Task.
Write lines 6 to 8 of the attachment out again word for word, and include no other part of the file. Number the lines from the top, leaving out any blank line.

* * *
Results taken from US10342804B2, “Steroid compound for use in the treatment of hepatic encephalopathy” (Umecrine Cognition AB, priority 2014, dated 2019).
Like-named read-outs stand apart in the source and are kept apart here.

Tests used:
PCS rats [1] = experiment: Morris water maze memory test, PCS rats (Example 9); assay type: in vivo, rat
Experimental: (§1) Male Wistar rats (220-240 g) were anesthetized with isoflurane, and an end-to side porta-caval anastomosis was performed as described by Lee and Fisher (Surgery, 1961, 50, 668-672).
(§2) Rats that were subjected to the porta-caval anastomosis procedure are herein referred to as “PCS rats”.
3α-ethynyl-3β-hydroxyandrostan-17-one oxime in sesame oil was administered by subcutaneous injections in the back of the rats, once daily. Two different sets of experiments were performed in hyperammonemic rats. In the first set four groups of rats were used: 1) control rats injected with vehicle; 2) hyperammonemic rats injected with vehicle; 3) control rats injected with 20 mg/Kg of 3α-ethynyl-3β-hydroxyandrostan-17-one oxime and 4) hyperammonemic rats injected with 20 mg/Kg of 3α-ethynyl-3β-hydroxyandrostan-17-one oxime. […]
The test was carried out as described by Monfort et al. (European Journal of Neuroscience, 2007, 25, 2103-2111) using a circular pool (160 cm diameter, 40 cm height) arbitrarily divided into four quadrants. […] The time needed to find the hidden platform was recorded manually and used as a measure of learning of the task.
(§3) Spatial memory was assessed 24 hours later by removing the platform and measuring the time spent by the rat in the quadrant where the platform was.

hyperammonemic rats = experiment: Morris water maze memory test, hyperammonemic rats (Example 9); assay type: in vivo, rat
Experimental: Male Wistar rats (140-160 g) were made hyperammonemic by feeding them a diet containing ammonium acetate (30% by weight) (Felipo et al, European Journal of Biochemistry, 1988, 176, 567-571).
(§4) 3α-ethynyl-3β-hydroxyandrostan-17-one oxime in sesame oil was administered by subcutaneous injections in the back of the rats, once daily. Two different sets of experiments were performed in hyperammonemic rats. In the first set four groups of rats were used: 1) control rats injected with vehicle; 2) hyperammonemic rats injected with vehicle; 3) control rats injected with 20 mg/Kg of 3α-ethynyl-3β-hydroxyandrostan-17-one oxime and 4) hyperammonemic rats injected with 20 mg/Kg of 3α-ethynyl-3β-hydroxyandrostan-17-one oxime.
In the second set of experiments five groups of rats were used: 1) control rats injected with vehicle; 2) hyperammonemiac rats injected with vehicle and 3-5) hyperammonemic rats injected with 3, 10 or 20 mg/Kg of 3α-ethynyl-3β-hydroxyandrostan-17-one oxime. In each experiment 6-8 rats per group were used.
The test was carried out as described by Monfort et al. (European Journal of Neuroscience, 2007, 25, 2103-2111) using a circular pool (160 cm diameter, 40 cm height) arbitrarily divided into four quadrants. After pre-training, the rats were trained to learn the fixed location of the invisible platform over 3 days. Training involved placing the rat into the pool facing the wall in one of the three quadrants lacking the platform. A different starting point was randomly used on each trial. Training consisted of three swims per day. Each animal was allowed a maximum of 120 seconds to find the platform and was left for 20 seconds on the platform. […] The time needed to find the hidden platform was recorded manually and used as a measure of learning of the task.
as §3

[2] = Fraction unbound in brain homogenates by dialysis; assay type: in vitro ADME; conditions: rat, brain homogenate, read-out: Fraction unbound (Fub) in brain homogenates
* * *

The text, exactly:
(§2) Rats that were subjected to the porta-caval anastomosis procedure are herein referred to as “PCS rats”.
3α-ethynyl-3β-hydroxyandrostan-17-one oxime in sesame oil was administered by subcutaneous injections in the back of the rats, once daily. Two different sets of experiments were performed in hyperammonemic rats. In the first set four groups of rats were used: 1) control rats injected with vehicle; 2) hyperammonemic rats injected with vehicle; 3) control rats injected with 20 mg/Kg of 3α-ethynyl-3β-hydroxyandrostan-17-one oxime and 4) hyperammonemic rats injected with 20 mg/Kg of 3α-ethynyl-3β-hydroxyandrostan-17-one oxime. […]
The test was carried out as described by Monfort et al. (European Journal of Neuroscience, 2007, 25, 2103-2111) using a circular pool (160 cm diameter, 40 cm height) arbitrarily divided into four quadrants. […] The time needed to find the hidden platform was recorded manually and used as a measure of learning of the task.